Does Steve Kerr belong in the Hall of Fame? His third coaching title might have sealed it

Does Steve Kerr belong in the Hall of Fame? His third coaching title might have sealed it

And so it has come to this, after another champagne shower last Friday followed a few days later by another sun-washed parade, and after the strange events that put him in the job in the first place followed by something that almost yanked the cherished role away …

Steve Kerr may have just made the Hall of Fame.

Crazy but true. It’s pushing the limits of believability even for a professional life built on improbable: The 50th pick of the 1988 NBA Draft to five titles as a player, a coaching career that was lined up to begin with Phil Jackson as head of the SuperSonics’ basketball operations if the Kings had moved to Seattle, then was supposed to begin with Jackson with the Knicks in New York, then jerked to Oakland when owner Joe Lacob stepped out of the meeting of Warriors brass interviewing Stan Van Gundy to take a call from Kerr signaling interest in the Dubs. But yes, true.

Kerr just earned his third championship ring as the Warriors coach. Four of the five others to breath that thin air — Jackson, Red Auerbach, John Kundla and Pat Riley — are enshrined in the Naismith Memorial Basketball Hall of Fame. The fifth would have been long ago, except Gregg Popovich essentially sent word that anyone who nominated him would be treated like a TV sideline reporter attempting an interview between quarters.

Jackson: 11 championships in 20 years.

Auerbach: nine in 20.

Kundla: five in 11.

Popovich: five in 22.

Riley: five in 24.

  Sure Thing

Then Kerr.

This year’s sweep against the Cavaliers provided a third title and the startling new perspective that Kerr could retire tomorrow and still have a credible case for enshrinement. After four seasons. While 75th on the career win list. Before his first contract has expired.

Which is the whole point, that Kerr is staring right at the ultimate lifetime achievement award without having come close to the lifetime part. The closest comp among NBA coaches is Bill Sharman getting elected with seven NBA seasons and one championship on the books, which could mean Kerr became a lock late last Friday in Cleveland or could mean his chances merely improved among the unpredictable Hall mystery voters hidden by anonymity.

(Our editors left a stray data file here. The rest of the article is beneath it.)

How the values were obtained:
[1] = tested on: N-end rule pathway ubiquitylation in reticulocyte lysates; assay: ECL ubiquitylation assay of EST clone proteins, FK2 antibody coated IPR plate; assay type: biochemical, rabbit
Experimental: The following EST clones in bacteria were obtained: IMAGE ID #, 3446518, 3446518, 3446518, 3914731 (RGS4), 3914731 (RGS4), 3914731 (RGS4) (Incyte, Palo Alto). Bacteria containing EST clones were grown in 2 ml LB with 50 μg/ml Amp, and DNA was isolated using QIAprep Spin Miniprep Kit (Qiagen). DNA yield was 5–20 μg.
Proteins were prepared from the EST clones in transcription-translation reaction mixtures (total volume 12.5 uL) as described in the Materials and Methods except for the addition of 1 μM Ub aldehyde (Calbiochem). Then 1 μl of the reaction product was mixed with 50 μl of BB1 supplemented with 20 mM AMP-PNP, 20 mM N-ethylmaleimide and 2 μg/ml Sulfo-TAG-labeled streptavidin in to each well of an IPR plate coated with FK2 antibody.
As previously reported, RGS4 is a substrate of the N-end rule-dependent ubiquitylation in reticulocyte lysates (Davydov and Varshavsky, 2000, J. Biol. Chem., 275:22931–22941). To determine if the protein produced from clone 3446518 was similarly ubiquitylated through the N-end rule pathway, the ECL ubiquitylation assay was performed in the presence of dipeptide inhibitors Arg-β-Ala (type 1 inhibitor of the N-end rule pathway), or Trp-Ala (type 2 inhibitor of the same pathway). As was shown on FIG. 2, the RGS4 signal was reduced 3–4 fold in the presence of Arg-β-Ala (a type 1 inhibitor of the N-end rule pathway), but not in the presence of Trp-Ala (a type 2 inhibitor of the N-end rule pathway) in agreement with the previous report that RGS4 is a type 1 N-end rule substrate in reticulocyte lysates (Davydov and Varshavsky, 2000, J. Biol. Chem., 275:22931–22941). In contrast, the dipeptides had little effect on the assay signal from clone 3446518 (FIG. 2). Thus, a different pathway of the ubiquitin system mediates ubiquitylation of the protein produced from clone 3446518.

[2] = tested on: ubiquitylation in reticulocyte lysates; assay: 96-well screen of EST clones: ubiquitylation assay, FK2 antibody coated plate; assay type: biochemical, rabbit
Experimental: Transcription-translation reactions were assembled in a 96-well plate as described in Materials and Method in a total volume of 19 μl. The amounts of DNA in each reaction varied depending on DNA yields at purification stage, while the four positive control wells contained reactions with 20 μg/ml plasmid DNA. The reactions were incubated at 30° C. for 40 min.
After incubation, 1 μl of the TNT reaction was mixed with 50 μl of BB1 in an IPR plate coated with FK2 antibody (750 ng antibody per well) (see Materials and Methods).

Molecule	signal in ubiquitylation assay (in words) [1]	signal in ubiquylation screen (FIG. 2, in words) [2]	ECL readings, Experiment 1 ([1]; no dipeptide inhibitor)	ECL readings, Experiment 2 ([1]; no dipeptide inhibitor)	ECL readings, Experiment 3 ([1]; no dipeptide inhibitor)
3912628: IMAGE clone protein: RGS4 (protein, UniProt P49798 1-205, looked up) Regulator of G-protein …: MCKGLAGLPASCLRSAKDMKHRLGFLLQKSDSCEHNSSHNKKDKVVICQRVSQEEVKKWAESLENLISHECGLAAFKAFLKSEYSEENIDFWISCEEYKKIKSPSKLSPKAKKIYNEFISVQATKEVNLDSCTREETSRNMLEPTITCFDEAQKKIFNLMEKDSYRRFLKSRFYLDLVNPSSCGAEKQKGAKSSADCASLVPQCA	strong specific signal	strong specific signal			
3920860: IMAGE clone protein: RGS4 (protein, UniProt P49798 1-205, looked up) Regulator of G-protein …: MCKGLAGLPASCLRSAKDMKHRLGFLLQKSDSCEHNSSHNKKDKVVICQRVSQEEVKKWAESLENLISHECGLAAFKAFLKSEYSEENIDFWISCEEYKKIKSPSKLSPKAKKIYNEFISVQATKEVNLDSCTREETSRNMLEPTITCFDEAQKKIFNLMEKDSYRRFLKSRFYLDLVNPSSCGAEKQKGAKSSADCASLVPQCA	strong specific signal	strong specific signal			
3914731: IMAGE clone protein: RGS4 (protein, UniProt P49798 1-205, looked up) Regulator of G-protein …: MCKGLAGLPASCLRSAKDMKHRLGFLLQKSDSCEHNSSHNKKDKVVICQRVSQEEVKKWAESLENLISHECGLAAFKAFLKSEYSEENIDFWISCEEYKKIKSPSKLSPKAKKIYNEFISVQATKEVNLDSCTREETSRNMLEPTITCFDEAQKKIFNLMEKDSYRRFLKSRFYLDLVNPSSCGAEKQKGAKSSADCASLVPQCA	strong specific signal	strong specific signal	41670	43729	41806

It’s probably down to patience, the calendar the only thing between Kerr and a ticket to Springfield, Massachusetts. There is his personal clock, of course — bulking up the résumé to, say, 10 seasons could eliminate any debate even if he doesn’t stack additional titles along the way. The Hall eligibility rule, though, is the greater timing issue.

To go on the ballot, a coach must either be retired four seasons or have at least 25 years as a full-time assistant or head coach in high school, college or the pros. Kerr has no retirement plans and, without time on the sidelines before joining the Warriors, chances are microscopic he reaches that silver anniversary, so we could be here a while.

The part about no retirement plans is especially relevant given that Kerr is still struggling with the illness that forced him to miss 43 regular-season games in 2015-16 and 11 playoff games the next season before working the entire 2017-18 campaign. The third championship run was admittedly a physical struggle at times, though, and he privately considered retirement at least once before as pain relentlessly pounded away at his body, the intersection moment when the role he cherished was almost yanked away. Being forced to step aside in the near future is not in the plans, but it wouldn’t be the most shocking of announcements either — and it would start the four-year clock to be nominated for Springfield.

  John Fetterman

“I envision doing this for a long time,” he told The Athletic’s Tim Kawakami on “The TK Show” podcast in March. “But I want to feel better. I still want to feel better. And I still have some strides to make. But it’s frustrating going through this long term. So I’m dealing and constantly searching and trying to get better. …”


“I’ve learned how to manage my symptoms. I’ve learned kind of how to get through the pain. So I’m doing better with it in terms of managing it. Like I said, love coaching, love what I’m doing, and that’s carrying me through a lot of this.”

It’s still an issue, in other words, adding to the debate of whether he has already accomplished enough to deserve induction. It’s part of the significance of reaching this unique place in history last Friday and partying in the streets Tuesday. It’s the just-in-case Springfield safety net as illness shadows him for three seasons, that Steve Kerr, four seasons in, may have just made the Hall of Fame.

(Top photo: Noah Graham/NBAE via Getty Images)